Ion Exchange Filter Cartridges

Not all contaminants in water can be absorbed, screened out, or filtered effectively. That’s where ion exchange filter cartridges have a role to play. They trap contaminants by using media that attracts the charged ions of impurities.

These filters are most effective at removing inorganic compounds such as arsenic and sulfides.

KDF Filter Cartridges

KDF cartridges are filter cartridges that remove such water impurities as chlorine, lead, and mercury using what’s known as oxidation and reduction (redox). They come in two types; KDF-55 for city water and KDF-85 for well water users.

They also help keep algae, fungi, and bacteria from growing inside a filtration system.

Specialty Filter Cartridges

These types of filter cartridges are often used by those that have a well water supply. Most often they are made to tackle situations where high levels of iron, lead, or sulfur are found in a water supply.

Iron filters and the others mentioned above can remove some other water impurities as well.  

Activated Alumina

Just as catalytic carbon filter cartridges were designed to remove stubborn chloramines, so too were activated alumina filter cartridges manufactured to eliminate fluoride. A popular additive that is used in many municipal water supplies.

These also help eliminate total dissolved solids (TDS) levels and arsenic from tap water.

UV Filters


While UV filters are not really classified as filter cartridges in the traditional sense, nonetheless, their encapsulated UV (ultraviolet) light chambers that water passes through treat water quickly and effectively.

They work by changing the DNA of living organisms such as bacteria and viruses (think problematic E. coli) to render them harmless.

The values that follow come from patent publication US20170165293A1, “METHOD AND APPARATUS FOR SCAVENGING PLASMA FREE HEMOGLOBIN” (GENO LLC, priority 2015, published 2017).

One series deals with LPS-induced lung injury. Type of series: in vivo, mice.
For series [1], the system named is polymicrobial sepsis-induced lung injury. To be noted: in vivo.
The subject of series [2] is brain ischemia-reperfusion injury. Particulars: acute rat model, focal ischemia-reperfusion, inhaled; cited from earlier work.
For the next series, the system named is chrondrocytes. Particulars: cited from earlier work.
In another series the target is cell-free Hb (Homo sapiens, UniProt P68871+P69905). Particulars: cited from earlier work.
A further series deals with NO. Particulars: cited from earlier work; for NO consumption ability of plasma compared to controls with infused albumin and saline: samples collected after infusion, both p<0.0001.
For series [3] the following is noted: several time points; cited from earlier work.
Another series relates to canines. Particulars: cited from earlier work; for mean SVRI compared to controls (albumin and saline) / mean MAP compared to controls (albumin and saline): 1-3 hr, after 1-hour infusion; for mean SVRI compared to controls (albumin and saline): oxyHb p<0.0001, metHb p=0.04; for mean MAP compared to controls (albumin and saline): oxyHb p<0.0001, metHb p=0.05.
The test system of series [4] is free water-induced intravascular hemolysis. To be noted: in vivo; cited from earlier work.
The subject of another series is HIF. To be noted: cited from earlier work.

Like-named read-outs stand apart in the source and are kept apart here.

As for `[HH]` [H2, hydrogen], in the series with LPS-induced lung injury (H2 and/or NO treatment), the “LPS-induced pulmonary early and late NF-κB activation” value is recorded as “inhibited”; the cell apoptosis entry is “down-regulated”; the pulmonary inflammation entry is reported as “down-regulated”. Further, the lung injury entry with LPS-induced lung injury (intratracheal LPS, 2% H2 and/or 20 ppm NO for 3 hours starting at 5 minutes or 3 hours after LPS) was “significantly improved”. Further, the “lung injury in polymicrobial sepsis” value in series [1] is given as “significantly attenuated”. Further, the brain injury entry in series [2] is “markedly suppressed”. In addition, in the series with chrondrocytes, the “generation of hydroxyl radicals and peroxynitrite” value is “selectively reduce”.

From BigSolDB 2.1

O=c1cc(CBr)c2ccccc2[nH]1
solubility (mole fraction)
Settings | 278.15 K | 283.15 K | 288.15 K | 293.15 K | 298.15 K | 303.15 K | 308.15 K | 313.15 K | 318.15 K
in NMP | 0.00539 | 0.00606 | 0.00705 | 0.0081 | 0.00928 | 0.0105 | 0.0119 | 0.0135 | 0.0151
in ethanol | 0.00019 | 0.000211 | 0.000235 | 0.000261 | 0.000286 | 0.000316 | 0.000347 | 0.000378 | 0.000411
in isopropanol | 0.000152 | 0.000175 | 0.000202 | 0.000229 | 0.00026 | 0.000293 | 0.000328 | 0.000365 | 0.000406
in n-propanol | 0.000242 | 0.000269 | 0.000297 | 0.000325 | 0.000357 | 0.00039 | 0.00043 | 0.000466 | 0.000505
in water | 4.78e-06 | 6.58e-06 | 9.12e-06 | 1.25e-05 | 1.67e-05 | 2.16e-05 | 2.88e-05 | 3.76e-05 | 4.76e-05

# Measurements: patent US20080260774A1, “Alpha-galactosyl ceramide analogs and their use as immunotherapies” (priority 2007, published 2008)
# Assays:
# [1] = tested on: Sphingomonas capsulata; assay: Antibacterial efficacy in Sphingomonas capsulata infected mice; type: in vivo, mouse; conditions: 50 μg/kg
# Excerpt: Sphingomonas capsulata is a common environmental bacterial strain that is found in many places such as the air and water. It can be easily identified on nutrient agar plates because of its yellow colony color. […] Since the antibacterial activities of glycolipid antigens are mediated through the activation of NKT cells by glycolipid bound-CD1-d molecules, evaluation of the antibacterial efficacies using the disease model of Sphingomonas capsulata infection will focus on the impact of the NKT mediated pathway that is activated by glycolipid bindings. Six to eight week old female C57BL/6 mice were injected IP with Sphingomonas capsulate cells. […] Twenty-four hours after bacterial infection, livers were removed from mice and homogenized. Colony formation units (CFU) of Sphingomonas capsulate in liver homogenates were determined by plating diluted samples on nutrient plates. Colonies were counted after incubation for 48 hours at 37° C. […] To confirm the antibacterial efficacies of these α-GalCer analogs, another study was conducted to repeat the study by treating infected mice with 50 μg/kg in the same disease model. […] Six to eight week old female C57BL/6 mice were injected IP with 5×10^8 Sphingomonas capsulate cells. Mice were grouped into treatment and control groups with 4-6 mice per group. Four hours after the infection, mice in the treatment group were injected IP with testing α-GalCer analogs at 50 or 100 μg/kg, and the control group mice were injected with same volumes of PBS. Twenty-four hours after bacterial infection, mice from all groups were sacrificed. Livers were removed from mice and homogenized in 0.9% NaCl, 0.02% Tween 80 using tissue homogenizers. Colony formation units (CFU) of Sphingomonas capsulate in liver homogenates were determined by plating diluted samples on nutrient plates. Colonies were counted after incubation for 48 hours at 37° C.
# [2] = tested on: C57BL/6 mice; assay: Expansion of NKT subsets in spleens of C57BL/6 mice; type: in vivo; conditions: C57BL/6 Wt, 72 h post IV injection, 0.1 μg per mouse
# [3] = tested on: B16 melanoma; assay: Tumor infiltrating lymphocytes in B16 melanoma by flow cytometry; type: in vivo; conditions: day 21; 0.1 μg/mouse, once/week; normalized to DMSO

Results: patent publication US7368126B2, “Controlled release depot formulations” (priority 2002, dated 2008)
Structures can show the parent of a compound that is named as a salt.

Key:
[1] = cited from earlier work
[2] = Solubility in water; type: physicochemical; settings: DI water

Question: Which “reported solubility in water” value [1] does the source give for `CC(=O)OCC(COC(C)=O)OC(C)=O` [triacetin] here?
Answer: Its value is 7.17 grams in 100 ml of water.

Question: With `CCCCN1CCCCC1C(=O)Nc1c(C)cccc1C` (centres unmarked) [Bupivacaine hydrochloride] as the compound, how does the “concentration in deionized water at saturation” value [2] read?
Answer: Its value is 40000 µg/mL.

This and other whole house water filter add-ons such as water softeners can significantly improve the quality of your household water.

Whole House Water Filter Cartridge Sizes

There is no such thing as a standardized whole home water filter cartridge size. Much is up to each manufacturer and what they feel is best to get you the best water filtration results.

Common sizes include:

  • 2.5 x 10 inches
  • 2.5 x 20 inches
  • 4.5 x 10 inches
  • 4.5 x 20 inches

Some of the factors that manufacturers consider when deciding which filter cartridge types to include in their systems include their service life and the amount of maintenance involved in maintaining that type of filter. 

The flow rate through them also must be considered for several of the physical whole home filter types mentioned above. That’s because the smaller the micron rating, the more that filter cartridge will impact your home’s water pressure.

 This is why I often recommend to those that ask for my opinion on whole house water filters to find a decent working one to treat all of the water in their home and add a point of use filter (countertop, water pitcher, or under-sink filter) to further purify their drinking water.    

Which Type of Filter Cartridge Is Best for Your Water Problem?

This is a question that I cannot begin to answer for you unless I know what types of impurities are found in your tap water.

That’s why the best way to go about determining what types of filter cartridges you need to have in your whole house water filtration system should be determined by extensive home water testing.   

The best way to go about doing this is to order a water test kit online that uses professional laboratory analysis to determine what problematic impurities are found in your home’s water.


I recommend a test kit made by a company called ‘Tap Score’. Test kits like theirs are very effective and easy to use. 

You simply order them online, fill the water sample vials up when the test kit arrives, and then send those samples back to the company in a prepaid envelope for testing.

A few days later you will get an email with a detailed list of the contaminants that are present in your home’s water.

You will then be able to buy or make a whole house water filtration system that will reduce or remove the impurities in your water that concern you the most.

I also recommend that you check out our best whole house filter cartridge guide and best whole house filters article. This will help you purchase a POE filtration system that you will be extremely satisfied with for years to come. 

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Craig Smith
Craig got his start in water working in the swimming pool and spa industry. Water treatment would grow into his main career but he ended up working in the pool industry for over 26 years where much of his time was spent balancing the water in customer's swimming pools and installing water filtration equipment. Craig offers an abundance of water treatment knowledge after helping homeowners get pure water for 26 years.